- God spoke to Cain about the “sin crouching at his door,” but he was too angry to listen. The Lord in so many words was warning Cain that if he did not get a handle on the unjustified emotions of anger and jealousy in his heart, it would overtake him, ruin his life and destroy others. Sin is crouching at all of our doors, tempting, lurking, waiting to pounce upon us and take control of our lives. But the Lord let’s us know that we can conquer sin.

We all have sin crouching at the door of our hearts, but through confession, repentance, and crying out to our Lord, we can and must conquer its call. There is good news in this story. If Cain did not have the capacity to resist sin, God would not have warned him ahead of time. Cain could still hear God speaking, even after he had killed his brother. God does not stop talking to us, even when we make tragic mistakes. His desire is that we avoid the painful downfall, listen and turn back to the right path. But if we fall, God still desires to win us back. The Lord has no pleasure in the death, the separation of his children from Him (Ezekiel 18:23).

The Lord wants our best. There is a cost to discipleship. Are you willing to pay the cost and give the Lord your all?

When we focus all of our attention on what someone else has, rather than considering our own ways, anger and jealousy can overtake us. Is your anger and hostility misdirected? Could it be that you are withholding something that is hindering your own favor and blessing from God? Has the Lord spoken to your heart, warning you of impending danger, yet you are too angry to listen? What sin is crouching at your door? What warnings are you ignoring? Through God’s grace and faith, by the power of God’s precious Holy Spirit through Jesus Christ, you can overcome the power of sin in your life.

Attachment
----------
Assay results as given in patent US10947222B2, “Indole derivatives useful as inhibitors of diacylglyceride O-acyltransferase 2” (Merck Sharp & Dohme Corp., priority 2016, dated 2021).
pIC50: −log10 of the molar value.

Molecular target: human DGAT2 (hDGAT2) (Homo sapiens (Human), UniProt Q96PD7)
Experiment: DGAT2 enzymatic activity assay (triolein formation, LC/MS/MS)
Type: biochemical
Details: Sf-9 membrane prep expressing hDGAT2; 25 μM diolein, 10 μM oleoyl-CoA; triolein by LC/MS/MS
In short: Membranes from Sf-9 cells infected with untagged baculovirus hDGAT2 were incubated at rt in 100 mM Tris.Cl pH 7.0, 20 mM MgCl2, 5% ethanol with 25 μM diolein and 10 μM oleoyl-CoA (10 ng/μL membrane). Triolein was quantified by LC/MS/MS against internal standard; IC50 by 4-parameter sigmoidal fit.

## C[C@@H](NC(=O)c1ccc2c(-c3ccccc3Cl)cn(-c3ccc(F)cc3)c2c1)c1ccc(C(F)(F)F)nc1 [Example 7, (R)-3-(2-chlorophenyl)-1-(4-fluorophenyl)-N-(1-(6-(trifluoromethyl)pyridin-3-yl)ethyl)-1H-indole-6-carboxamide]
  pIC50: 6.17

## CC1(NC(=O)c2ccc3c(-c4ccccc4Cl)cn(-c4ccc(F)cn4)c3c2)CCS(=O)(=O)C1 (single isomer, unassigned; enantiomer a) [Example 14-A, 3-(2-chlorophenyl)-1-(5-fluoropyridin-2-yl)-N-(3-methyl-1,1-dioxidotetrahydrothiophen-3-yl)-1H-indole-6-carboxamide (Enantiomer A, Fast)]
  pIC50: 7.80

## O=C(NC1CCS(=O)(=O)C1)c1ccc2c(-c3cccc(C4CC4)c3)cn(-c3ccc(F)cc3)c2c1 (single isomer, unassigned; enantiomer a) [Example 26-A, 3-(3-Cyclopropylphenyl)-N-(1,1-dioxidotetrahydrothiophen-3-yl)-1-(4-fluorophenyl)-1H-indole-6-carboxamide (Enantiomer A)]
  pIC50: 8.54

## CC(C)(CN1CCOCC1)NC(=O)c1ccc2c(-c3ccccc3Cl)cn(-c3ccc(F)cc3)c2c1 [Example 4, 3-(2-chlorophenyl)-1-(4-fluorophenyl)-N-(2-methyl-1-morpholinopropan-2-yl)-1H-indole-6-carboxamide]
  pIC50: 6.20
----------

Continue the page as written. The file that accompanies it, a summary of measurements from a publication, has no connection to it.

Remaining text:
Have you already made that tragic and or painful mistake? The Lord wants you back. Although you will still have to face the consequences of your choices, God still loves you, cares about you and will protect you from the onslaught of the enemy who seeks to devour you. You still belong to the Lord.

May we spend time praying, reflecting, repenting and listening to the voice of our Heavenly Father who loves us and desires only what is in our best interest, contrary to the lies of satan.

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Until next Wednesday,
In Faith, Hope and Perseverance,
Pastor Chris

Wednesday, February 15, 2017

Shepastor: “The Importance of Encouraging One Another…”

“The human spirit can endure in sickness, but a crushed spirit who can bear?” Proverbs 18:14, NIV

For some, the phone never rings, the mailbox is filled only with advertisements and bills and physical touch is absent. One might think I’m speaking of the elderly who frequently face these painful realities. But for many individuals, not only the elderly, this is an issue.

Our society is rapidly creating an environment of isolation. The “self-serve” isles in grocery stores are increasing, removing interactions with cashiers. Automated operators have taken the place of human receptionist, eliminating conversation. Hand written letters and “snail mail” cards are becoming a lost art. More and more services are being offered online, reducing the need for individuals to get out into the market place to shop, engage and enjoy others “in the flesh.”